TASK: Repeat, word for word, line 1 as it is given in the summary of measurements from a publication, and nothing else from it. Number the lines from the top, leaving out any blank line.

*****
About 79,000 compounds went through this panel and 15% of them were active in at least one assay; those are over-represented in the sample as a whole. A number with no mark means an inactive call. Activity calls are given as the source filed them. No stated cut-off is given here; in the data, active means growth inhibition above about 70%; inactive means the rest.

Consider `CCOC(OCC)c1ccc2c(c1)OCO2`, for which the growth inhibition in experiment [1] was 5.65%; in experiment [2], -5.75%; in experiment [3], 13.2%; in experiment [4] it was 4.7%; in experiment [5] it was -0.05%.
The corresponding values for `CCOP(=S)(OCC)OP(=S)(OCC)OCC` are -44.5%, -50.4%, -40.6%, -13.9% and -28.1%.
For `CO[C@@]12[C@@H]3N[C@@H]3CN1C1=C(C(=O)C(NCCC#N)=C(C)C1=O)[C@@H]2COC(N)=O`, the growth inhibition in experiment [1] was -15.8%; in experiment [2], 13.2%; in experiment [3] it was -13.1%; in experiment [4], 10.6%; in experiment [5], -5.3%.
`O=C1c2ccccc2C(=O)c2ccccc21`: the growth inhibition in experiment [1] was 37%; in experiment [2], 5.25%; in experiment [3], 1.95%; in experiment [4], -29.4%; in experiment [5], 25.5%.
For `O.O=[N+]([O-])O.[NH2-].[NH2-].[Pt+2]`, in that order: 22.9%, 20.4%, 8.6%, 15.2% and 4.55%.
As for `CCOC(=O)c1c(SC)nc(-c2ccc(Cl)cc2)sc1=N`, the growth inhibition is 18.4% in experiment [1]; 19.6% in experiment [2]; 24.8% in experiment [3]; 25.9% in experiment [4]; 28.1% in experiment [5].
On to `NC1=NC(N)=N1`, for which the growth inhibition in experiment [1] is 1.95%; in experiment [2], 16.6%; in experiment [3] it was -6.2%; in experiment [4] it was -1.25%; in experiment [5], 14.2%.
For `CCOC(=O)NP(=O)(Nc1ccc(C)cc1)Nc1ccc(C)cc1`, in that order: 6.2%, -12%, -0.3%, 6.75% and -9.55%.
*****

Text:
About 79,000 compounds went through this panel and 15% of them were active in at least one assay; those are over-represented in the sample as a whole. A number with no mark means an inactive call. Activity calls are given as the source filed them. No stated cut-off is given here; in the data, active means growth inhibition above about 70%; inactive means the rest.